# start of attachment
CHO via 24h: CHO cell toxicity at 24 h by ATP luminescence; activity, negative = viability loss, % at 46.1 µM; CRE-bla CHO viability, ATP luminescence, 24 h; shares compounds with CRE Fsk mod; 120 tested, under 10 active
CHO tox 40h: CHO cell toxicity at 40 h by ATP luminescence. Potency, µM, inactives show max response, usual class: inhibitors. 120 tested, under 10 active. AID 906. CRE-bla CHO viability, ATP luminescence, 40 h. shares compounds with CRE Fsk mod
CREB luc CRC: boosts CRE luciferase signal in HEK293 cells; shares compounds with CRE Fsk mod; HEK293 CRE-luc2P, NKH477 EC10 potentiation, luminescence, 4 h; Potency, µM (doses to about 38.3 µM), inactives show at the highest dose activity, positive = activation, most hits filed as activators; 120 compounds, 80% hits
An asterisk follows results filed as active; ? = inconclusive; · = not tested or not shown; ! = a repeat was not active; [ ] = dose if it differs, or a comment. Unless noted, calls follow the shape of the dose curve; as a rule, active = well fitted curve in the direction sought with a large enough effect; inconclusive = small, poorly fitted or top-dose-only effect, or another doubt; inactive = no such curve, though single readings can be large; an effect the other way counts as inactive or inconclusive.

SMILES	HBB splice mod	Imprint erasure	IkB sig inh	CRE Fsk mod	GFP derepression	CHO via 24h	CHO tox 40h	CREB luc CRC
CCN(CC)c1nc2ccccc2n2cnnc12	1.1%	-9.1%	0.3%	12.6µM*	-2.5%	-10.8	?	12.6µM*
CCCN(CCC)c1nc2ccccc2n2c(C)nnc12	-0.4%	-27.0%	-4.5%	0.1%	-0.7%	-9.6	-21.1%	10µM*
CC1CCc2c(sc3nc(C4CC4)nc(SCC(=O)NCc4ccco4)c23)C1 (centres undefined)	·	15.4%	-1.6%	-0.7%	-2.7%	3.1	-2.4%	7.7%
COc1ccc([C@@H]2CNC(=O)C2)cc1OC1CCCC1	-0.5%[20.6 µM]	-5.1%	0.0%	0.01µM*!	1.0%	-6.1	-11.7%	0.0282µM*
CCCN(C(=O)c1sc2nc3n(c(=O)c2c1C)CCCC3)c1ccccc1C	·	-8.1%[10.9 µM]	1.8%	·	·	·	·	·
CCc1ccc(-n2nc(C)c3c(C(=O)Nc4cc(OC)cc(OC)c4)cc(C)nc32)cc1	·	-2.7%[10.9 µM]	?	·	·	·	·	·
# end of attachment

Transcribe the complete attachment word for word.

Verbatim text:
CHO via 24h: CHO cell toxicity at 24 h by ATP luminescence; activity, negative = viability loss, % at 46.1 µM; CRE-bla CHO viability, ATP luminescence, 24 h; shares compounds with CRE Fsk mod; 120 tested, under 10 active
CHO tox 40h: CHO cell toxicity at 40 h by ATP luminescence. Potency, µM, inactives show max response, usual class: inhibitors. 120 tested, under 10 active. AID 906. CRE-bla CHO viability, ATP luminescence, 40 h. shares compounds with CRE Fsk mod
CREB luc CRC: boosts CRE luciferase signal in HEK293 cells; shares compounds with CRE Fsk mod; HEK293 CRE-luc2P, NKH477 EC10 potentiation, luminescence, 4 h; Potency, µM (doses to about 38.3 µM), inactives show at the highest dose activity, positive = activation, most hits filed as activators; 120 compounds, 80% hits
An asterisk follows results filed as active; ? = inconclusive; · = not tested or not shown; ! = a repeat was not active; [ ] = dose if it differs, or a comment. Unless noted, calls follow the shape of the dose curve; as a rule, active = well fitted curve in the direction sought with a large enough effect; inconclusive = small, poorly fitted or top-dose-only effect, or another doubt; inactive = no such curve, though single readings can be large; an effect the other way counts as inactive or inconclusive.

SMILES	HBB splice mod	Imprint erasure	IkB sig inh	CRE Fsk mod	GFP derepression	CHO via 24h	CHO tox 40h	CREB luc CRC
CCN(CC)c1nc2ccccc2n2cnnc12	1.1%	-9.1%	0.3%	12.6µM*	-2.5%	-10.8	?	12.6µM*
CCCN(CCC)c1nc2ccccc2n2c(C)nnc12	-0.4%	-27.0%	-4.5%	0.1%	-0.7%	-9.6	-21.1%	10µM*
CC1CCc2c(sc3nc(C4CC4)nc(SCC(=O)NCc4ccco4)c23)C1 (centres undefined)	·	15.4%	-1.6%	-0.7%	-2.7%	3.1	-2.4%	7.7%
COc1ccc([C@@H]2CNC(=O)C2)cc1OC1CCCC1	-0.5%[20.6 µM]	-5.1%	0.0%	0.01µM*!	1.0%	-6.1	-11.7%	0.0282µM*
CCCN(C(=O)c1sc2nc3n(c(=O)c2c1C)CCCC3)c1ccccc1C	·	-8.1%[10.9 µM]	1.8%	·	·	·	·	·
CCc1ccc(-n2nc(C)c3c(C(=O)Nc4cc(OC)cc(OC)c4)cc(C)nc32)cc1	·	-2.7%[10.9 µM]	?	·	·	·	·	·